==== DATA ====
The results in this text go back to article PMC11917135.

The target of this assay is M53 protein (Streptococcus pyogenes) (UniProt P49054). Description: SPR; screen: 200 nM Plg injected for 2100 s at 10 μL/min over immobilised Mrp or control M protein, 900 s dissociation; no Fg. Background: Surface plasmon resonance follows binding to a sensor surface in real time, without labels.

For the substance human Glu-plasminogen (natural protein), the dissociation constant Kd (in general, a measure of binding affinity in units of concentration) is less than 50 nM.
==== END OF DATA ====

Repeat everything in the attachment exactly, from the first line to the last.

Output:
The results in this text go back to article PMC11917135.

The target of this assay is M53 protein (Streptococcus pyogenes) (UniProt P49054). Description: SPR; screen: 200 nM Plg injected for 2100 s at 10 μL/min over immobilised Mrp or control M protein, 900 s dissociation; no Fg. Background: Surface plasmon resonance follows binding to a sensor surface in real time, without labels.

For the substance human Glu-plasminogen (natural protein), the dissociation constant Kd (in general, a measure of binding affinity in units of concentration) is less than 50 nM.